In the matter of HZXD and Innovation Australia, the Administrative Appeals Tribunal (AAT) reviewed the decision of Innovation Australia that a biometric project developed by HZXD did not satisfy the definition of R&D as defined in s. 73B (1) of the Income Tax Assessment (ITA) Act 1936.
The applicant, a company, as part of their income tax return had made a claim under the R&D Tax concession for their project entitled “Development of Face Recognition Car Parking ASP System”. The claims are made for the 2003-2004, 2004-2005 and 2005-2006 years of income.
The aim of the applicant’s R&D plan, dated 1 July 2007, was the development of a replacement for the current car parking methodology for identifying customers wishing to access car parks.
Innovation Australia rejected their project as eligible under the R&D Tax concession as it did not satisfy the definition of R&D activities.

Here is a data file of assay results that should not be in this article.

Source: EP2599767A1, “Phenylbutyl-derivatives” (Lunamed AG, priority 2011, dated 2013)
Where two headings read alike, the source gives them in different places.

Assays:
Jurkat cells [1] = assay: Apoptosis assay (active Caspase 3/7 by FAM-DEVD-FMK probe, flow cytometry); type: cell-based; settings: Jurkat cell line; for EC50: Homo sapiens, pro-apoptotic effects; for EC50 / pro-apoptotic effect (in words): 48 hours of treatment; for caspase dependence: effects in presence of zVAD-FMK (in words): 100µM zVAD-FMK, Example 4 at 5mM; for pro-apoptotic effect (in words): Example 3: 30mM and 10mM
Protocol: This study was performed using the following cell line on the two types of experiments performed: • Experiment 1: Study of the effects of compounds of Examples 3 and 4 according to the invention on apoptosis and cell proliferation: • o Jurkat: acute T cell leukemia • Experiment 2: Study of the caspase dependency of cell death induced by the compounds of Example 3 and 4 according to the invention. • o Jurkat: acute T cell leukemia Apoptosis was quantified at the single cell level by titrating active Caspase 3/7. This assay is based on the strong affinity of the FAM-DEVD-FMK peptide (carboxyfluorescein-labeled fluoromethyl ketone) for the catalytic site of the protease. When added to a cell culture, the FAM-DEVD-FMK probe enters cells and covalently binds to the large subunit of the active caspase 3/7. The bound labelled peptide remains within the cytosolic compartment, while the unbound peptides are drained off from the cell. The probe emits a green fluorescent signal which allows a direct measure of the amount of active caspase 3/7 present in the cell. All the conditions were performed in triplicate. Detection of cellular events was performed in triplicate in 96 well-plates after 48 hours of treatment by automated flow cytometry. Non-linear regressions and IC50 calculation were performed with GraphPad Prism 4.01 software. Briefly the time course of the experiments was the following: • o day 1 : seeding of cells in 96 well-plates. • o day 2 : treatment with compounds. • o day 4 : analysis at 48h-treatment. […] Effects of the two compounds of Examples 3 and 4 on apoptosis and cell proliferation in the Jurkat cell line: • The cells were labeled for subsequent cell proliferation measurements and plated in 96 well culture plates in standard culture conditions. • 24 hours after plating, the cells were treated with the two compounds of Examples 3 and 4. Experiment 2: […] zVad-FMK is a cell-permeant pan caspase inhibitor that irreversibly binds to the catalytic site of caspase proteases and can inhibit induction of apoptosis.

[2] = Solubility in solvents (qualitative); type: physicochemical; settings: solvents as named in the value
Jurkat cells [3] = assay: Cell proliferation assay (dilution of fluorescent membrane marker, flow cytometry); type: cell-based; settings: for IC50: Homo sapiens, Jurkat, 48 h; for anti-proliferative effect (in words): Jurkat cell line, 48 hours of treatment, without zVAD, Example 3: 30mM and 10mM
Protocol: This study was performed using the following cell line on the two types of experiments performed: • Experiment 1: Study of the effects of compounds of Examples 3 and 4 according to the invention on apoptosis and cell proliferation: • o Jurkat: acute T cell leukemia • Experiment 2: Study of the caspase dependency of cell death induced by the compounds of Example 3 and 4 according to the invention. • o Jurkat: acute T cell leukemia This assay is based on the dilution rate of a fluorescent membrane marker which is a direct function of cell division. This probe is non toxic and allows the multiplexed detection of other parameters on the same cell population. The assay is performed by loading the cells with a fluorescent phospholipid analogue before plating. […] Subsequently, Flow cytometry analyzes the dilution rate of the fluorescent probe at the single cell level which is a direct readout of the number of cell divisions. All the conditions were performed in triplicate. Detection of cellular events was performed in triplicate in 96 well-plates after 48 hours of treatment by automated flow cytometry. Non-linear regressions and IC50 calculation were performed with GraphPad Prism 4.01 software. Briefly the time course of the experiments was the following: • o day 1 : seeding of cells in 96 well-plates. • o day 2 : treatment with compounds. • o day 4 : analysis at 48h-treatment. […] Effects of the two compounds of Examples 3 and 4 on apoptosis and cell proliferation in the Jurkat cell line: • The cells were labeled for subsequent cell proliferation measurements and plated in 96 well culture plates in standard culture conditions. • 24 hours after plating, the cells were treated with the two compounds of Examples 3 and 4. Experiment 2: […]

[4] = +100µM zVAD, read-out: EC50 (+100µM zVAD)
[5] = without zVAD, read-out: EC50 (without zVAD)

The project was held not to demonstrate the characteristics R&D as required by the ITAA 1936.
In looking at the project as a whole, the project consisted of the adaptation of interfaces to connect pre-existing identification systems to replace card or token systems used for carpark management.
There were no contemporaneous records of what work was undertaken, and when it was conducted including the results of any claimed trial and error processes, and since the claimed R&D has not resulted in any identifiable product, the Tribunal is satisfied that it is impossible to assess what was done constituted systematic, innovative or experimental work or involved technical risk.
The descriptions of the work actually carried out as R&D needed to be more defined to demonstrate characteristics of R&D as required by the ITAA 1936.